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Trust Me, You Need a Pen Pal for Snacks

It’s the best way to share a taste of something new

Several colorful and small bags of chips sit in a grocery store display. Vikramvisu/Shutterstock

This post originally appeared in the September 21, 2020 edition of The Move, a place for Eater’s editors to reveal their recommendations and pro dining tips — sometimes thoughtful, sometimes weird, but always someone’s go-to move. Subscribe now.


The first box was a surprise: An unexpected package arrived in the mail from my friend Courtney, untethered from any birthdays or holidays or attempts to revive the USPS. Courtney and I live on opposite coasts, but the contents of that box were even farther flung, a collection of small and colorful packets I’d never seen before. There were some familiar signs: the Lay’s logo, only now paired with the phrase “saveur poulet roti,” bars immediately identifiable as chocolate. But there were also totally new delights like a bag of airy fry-shaped crisps, mini madeleine cakes, and other items I’m surely forgetting now. She’d just returned from a trip to France, and the snacks were a surprise gift that she mailed once she arrived back home.

Back when traveling was a thing, supermarket snacks were undoubtedly a must-have souvenir. I’d always make a point to visit at least one grocery or convenience store during any trip, and then spend any leftover foreign cash on candy and junk food at airport stalls. But now, Courtney and I have an unspoken system going, an agreement over treat sharing when we’re privileged enough to escape. The move, basically, is to get yourself a friend to trade snacks with.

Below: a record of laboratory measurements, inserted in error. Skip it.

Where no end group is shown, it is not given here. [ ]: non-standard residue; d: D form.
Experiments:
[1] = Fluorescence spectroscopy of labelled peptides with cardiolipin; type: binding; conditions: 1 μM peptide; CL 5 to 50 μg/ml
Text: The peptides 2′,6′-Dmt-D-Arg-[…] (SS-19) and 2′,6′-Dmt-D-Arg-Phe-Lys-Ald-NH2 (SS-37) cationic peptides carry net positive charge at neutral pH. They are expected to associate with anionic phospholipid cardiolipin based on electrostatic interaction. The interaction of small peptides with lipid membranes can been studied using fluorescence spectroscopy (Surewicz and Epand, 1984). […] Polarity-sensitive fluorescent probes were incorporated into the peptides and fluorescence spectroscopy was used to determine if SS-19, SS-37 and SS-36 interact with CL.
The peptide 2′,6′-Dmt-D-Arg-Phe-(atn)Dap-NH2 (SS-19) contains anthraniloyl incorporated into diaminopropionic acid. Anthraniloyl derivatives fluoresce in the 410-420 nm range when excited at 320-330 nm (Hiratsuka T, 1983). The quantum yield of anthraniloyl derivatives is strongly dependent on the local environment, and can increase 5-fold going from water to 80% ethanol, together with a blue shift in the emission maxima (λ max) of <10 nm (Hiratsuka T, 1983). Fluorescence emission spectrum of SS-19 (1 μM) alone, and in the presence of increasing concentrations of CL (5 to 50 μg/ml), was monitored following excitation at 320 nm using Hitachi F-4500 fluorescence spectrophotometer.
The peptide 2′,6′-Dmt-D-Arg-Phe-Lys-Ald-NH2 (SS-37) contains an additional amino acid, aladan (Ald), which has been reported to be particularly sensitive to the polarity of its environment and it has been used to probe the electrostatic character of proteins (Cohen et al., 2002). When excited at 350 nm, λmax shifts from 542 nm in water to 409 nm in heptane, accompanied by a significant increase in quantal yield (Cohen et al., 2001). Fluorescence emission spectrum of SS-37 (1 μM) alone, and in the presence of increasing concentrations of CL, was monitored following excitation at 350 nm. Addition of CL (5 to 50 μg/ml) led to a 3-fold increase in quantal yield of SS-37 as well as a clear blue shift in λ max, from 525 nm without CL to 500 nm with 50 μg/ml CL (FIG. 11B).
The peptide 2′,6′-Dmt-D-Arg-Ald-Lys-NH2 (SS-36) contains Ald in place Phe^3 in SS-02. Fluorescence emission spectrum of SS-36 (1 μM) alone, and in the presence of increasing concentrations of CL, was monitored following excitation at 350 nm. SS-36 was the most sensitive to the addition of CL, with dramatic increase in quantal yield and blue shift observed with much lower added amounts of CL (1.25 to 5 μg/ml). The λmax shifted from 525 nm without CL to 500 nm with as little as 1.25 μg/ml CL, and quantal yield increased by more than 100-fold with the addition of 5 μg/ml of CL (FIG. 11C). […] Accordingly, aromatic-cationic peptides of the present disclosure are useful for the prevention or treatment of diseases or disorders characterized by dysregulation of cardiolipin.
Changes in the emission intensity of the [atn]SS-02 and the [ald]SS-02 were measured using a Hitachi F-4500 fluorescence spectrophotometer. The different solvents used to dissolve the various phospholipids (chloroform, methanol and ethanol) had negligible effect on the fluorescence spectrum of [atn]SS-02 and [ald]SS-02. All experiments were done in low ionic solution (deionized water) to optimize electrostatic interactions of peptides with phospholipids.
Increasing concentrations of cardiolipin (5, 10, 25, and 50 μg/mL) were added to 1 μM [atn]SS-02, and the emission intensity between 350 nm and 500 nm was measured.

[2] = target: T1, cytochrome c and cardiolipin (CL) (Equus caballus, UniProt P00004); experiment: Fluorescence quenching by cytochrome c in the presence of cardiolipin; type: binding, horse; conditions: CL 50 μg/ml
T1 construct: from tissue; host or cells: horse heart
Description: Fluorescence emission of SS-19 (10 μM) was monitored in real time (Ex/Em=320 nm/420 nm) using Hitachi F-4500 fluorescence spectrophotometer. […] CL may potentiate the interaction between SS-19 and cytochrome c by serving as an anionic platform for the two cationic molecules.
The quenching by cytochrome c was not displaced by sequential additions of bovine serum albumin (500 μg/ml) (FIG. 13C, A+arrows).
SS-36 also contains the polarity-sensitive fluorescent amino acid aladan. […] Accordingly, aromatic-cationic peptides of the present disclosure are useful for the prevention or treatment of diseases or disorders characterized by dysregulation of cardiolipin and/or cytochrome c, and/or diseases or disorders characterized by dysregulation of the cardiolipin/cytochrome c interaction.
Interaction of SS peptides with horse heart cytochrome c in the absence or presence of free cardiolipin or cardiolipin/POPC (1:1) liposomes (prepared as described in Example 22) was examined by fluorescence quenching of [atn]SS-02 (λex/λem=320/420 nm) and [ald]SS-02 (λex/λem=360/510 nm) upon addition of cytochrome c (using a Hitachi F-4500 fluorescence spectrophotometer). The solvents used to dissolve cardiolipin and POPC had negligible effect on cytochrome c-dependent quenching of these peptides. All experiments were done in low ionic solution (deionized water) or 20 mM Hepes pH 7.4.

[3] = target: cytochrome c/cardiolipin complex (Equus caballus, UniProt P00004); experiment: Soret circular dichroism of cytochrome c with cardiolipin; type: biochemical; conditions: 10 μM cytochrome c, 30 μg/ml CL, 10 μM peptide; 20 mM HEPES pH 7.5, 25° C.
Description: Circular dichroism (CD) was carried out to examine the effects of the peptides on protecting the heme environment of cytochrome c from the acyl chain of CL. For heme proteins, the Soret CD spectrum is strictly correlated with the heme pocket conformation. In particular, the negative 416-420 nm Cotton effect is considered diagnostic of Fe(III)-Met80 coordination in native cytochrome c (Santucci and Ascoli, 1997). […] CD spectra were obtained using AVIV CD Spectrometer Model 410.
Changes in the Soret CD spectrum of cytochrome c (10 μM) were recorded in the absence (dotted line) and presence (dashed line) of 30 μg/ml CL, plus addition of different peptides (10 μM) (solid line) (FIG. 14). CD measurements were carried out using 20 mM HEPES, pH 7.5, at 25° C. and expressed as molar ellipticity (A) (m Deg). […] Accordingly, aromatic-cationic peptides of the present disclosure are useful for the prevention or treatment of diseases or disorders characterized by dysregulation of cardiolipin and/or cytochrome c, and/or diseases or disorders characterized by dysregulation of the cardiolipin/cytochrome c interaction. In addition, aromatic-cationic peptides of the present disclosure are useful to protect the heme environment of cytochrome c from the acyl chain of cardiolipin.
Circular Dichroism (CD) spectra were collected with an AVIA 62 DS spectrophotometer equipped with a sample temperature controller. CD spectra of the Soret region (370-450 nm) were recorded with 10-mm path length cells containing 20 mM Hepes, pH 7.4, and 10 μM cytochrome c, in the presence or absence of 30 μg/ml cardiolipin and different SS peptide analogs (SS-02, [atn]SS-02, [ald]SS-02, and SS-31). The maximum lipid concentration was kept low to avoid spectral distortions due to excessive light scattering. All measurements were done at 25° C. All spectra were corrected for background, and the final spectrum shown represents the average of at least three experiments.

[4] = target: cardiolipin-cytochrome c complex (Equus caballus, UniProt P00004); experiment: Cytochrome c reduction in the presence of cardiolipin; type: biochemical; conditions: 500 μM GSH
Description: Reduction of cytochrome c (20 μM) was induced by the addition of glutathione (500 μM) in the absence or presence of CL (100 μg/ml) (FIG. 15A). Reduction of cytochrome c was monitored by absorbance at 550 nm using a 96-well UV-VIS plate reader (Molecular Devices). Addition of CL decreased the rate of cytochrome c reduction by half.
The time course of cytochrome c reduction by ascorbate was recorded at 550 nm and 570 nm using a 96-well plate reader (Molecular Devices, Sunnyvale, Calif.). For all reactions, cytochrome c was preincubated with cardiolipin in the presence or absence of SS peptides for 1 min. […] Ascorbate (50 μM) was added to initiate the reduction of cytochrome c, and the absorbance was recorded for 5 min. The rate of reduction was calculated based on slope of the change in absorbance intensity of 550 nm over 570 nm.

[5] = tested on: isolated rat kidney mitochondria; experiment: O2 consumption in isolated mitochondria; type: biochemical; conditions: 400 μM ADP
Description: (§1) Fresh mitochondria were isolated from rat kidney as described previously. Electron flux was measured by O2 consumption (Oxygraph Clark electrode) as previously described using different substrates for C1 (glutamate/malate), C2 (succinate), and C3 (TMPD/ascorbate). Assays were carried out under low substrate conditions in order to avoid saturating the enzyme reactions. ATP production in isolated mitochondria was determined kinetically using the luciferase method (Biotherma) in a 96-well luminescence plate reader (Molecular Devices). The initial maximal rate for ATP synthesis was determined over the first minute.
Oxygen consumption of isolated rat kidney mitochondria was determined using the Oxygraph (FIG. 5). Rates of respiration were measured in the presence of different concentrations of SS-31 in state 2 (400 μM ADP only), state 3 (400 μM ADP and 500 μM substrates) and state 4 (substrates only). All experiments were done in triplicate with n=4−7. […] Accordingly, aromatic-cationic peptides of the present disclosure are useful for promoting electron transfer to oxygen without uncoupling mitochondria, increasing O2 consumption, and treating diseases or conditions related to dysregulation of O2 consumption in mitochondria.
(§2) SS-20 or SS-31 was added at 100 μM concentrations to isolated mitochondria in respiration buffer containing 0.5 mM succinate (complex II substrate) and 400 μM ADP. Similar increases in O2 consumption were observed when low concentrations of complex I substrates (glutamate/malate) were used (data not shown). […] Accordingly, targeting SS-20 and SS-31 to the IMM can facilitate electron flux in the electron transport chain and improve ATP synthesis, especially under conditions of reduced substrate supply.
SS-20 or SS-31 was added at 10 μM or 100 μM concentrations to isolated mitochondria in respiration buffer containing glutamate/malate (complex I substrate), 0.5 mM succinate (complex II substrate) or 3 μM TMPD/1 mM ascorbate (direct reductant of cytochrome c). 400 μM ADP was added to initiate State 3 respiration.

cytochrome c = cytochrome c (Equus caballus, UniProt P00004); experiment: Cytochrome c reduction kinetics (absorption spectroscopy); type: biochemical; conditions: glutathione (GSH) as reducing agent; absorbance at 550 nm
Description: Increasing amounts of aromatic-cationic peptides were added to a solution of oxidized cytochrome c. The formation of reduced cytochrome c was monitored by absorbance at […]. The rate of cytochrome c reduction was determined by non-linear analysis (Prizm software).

In the couple years since the first package, I’ve sent along packages filled with Japanese candies and gummies, and a box from a trip to Mexico right before COVID-19 shut everything down containing the local take on our favorite cheddar-and-sour-cream Ruffles, spicy corn chips, Oaxacan chocolate, and sour/spicy gummy straws. A box I received from her trip to India contained more Lay’s (in flavors like “Magic Masala” and “American Style Cream and Onion,” shamefully my favorite), plus cracker mixes and other spicy crunches that felt less familiar.

Other countries have, by and large, the better chip flavors, but you don’t really need to travel in order to share a taste of something new. Regional potato chips, for example, exist across the country; a New England-themed package, sent by Courtney after she first moved to that area, highlighted, naturally, Cape Cod chips. I’d happily send along my local Tim’s in exchange for the East Coast Herr’s of my childhood, Zapp’s from New Orleans, or Better Mades from Detroit, which I don’t think I’ve ever had. Maybe, during this time of no travel and peak snacking, I’ll start a chip-trading ring. It’s probably the best way right now to get a taste of somewhere new.

PS: Eater’s Snack Week was a full-fledged celebration of all things snacking. Catch up here.

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